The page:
How Can I Help My Teen Quit Smoking for Good?
My teenage son quit smoking for a few weeks, but wants to start again. He says he's been under a lot of stress and feels fidgety. How can I help him quit for good?
It's hard to quit smoking. And it’s even tougher to quit abruptly (go "cold turkey"). Nicotine is addicting. It increases the heart rate, breathing rate, and blood pressure, and makes people feel more alert and in a good mood. But after smoking for a while, people start to depend on nicotine to feel good. If they don’t smoke, they become irritable or anxious or just don’t feel good. This is called nicotine withdrawal. They crave more cigarettes to perk up again. Some experts think the nicotine in tobacco is as addictive as cocaine or heroin.
Your son may be showing signs of withdrawal. Some people need to stop smoking over time and use nicotine replacement products such as nicotine gum or the nicotine patch to avoid unpleasant withdrawal symptoms. Nicotine even comes in lozenge, nasal spray, and inhaler forms, so he can try different types. He will need to speak to his doctor about the spray and inhaler, as these need a prescription.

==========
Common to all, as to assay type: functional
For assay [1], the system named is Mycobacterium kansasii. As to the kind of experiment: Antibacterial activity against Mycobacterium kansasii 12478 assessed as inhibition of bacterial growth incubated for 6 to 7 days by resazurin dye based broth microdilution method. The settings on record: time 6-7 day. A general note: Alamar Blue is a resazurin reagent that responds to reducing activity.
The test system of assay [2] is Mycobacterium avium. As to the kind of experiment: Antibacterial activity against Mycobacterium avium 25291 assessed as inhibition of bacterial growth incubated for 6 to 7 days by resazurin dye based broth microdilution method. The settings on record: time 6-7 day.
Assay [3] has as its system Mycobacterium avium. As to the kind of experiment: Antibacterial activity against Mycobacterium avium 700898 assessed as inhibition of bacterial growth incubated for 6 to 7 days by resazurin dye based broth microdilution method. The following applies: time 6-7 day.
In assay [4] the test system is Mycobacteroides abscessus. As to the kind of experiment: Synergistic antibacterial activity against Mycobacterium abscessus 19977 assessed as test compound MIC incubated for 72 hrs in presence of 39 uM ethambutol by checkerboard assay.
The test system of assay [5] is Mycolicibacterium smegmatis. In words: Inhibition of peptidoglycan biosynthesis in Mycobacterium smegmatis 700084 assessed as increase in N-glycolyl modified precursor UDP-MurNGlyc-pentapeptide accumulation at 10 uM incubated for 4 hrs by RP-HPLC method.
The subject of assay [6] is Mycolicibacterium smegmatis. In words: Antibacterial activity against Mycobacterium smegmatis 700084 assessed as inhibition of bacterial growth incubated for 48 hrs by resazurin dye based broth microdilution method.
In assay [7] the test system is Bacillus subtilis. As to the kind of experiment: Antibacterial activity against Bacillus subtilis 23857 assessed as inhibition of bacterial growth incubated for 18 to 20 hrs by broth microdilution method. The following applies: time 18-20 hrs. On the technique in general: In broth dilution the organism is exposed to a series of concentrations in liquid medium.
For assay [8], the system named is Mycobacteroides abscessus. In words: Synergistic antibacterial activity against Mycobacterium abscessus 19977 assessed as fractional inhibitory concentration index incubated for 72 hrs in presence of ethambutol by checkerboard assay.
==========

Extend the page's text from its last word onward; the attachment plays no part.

A few weeks after someone quits smoking, they should notice that the physical symptoms ease. But smoking also creates emotional dependence, which needs to be considered too. Tools your son can use to deal with the emotional effects of quitting can include counseling, support groups, self-help materials, and even mobile apps. He also can find more information and support online at:
It's great that your son has wanted to quit — that's the most important step in the process. Keep encouraging him, but know that the decision to quit is his. Even if he smokes again, stay supportive. Congratulate him for his original desire to quit, help him remember why he wanted to kick the habit, and know that it can take many attempts before he succeeds in quitting for good.